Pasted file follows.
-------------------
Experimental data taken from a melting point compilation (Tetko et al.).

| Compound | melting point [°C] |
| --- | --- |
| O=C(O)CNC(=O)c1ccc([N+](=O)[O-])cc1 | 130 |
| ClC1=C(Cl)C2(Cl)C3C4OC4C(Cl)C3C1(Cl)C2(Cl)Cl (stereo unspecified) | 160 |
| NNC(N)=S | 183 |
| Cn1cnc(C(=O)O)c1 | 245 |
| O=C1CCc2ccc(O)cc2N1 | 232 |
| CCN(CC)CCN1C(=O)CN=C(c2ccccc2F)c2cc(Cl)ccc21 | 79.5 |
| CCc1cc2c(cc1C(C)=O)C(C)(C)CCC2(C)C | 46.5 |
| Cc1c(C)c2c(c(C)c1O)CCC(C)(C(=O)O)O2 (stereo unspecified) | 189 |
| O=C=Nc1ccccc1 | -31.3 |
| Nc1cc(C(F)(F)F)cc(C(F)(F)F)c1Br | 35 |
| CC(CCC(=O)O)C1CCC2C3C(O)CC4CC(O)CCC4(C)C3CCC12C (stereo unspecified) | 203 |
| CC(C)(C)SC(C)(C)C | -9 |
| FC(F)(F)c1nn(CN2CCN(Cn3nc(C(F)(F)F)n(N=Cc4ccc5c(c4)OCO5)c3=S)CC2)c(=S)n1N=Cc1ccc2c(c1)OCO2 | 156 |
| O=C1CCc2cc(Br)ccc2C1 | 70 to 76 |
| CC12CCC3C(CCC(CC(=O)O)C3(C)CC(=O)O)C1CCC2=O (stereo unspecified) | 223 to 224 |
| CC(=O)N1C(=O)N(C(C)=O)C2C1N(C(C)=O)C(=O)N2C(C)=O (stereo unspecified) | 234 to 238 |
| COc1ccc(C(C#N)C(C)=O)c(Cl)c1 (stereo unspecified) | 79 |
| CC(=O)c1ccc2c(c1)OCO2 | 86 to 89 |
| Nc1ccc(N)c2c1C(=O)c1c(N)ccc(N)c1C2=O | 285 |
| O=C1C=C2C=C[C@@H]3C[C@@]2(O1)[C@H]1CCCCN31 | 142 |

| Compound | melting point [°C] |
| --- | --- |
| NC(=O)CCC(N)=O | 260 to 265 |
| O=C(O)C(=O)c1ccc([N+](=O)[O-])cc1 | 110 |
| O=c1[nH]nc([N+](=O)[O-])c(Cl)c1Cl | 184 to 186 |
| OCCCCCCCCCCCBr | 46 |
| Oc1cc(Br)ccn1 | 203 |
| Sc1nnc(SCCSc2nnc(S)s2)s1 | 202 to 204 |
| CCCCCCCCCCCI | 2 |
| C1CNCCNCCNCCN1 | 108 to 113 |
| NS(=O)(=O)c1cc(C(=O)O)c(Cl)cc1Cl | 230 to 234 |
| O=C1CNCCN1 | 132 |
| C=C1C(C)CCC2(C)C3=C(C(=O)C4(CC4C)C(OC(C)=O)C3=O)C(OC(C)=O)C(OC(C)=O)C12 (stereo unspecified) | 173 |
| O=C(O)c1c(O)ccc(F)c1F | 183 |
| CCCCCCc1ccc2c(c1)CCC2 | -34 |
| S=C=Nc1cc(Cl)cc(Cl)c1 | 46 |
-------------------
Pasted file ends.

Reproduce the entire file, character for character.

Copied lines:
Experimental data taken from a melting point compilation (Tetko et al.).

| Compound | melting point [°C] |
| --- | --- |
| O=C(O)CNC(=O)c1ccc([N+](=O)[O-])cc1 | 130 |
| ClC1=C(Cl)C2(Cl)C3C4OC4C(Cl)C3C1(Cl)C2(Cl)Cl (stereo unspecified) | 160 |
| NNC(N)=S | 183 |
| Cn1cnc(C(=O)O)c1 | 245 |
| O=C1CCc2ccc(O)cc2N1 | 232 |
| CCN(CC)CCN1C(=O)CN=C(c2ccccc2F)c2cc(Cl)ccc21 | 79.5 |
| CCc1cc2c(cc1C(C)=O)C(C)(C)CCC2(C)C | 46.5 |
| Cc1c(C)c2c(c(C)c1O)CCC(C)(C(=O)O)O2 (stereo unspecified) | 189 |
| O=C=Nc1ccccc1 | -31.3 |
| Nc1cc(C(F)(F)F)cc(C(F)(F)F)c1Br | 35 |
| CC(CCC(=O)O)C1CCC2C3C(O)CC4CC(O)CCC4(C)C3CCC12C (stereo unspecified) | 203 |
| CC(C)(C)SC(C)(C)C | -9 |
| FC(F)(F)c1nn(CN2CCN(Cn3nc(C(F)(F)F)n(N=Cc4ccc5c(c4)OCO5)c3=S)CC2)c(=S)n1N=Cc1ccc2c(c1)OCO2 | 156 |
| O=C1CCc2cc(Br)ccc2C1 | 70 to 76 |
| CC12CCC3C(CCC(CC(=O)O)C3(C)CC(=O)O)C1CCC2=O (stereo unspecified) | 223 to 224 |
| CC(=O)N1C(=O)N(C(C)=O)C2C1N(C(C)=O)C(=O)N2C(C)=O (stereo unspecified) | 234 to 238 |
| COc1ccc(C(C#N)C(C)=O)c(Cl)c1 (stereo unspecified) | 79 |
| CC(=O)c1ccc2c(c1)OCO2 | 86 to 89 |
| Nc1ccc(N)c2c1C(=O)c1c(N)ccc(N)c1C2=O | 285 |
| O=C1C=C2C=C[C@@H]3C[C@@]2(O1)[C@H]1CCCCN31 | 142 |

| Compound | melting point [°C] |
| --- | --- |
| NC(=O)CCC(N)=O | 260 to 265 |
| O=C(O)C(=O)c1ccc([N+](=O)[O-])cc1 | 110 |
| O=c1[nH]nc([N+](=O)[O-])c(Cl)c1Cl | 184 to 186 |
| OCCCCCCCCCCCBr | 46 |
| Oc1cc(Br)ccn1 | 203 |
| Sc1nnc(SCCSc2nnc(S)s2)s1 | 202 to 204 |
| CCCCCCCCCCCI | 2 |
| C1CNCCNCCNCCN1 | 108 to 113 |
| NS(=O)(=O)c1cc(C(=O)O)c(Cl)cc1Cl | 230 to 234 |
| O=C1CNCCN1 | 132 |
| C=C1C(C)CCC2(C)C3=C(C(=O)C4(CC4C)C(OC(C)=O)C3=O)C(OC(C)=O)C(OC(C)=O)C12 (stereo unspecified) | 173 |
| O=C(O)c1c(O)ccc(F)c1F | 183 |
| CCCCCCc1ccc2c(c1)CCC2 | -34 |
| S=C=Nc1cc(Cl)cc(Cl)c1 | 46 |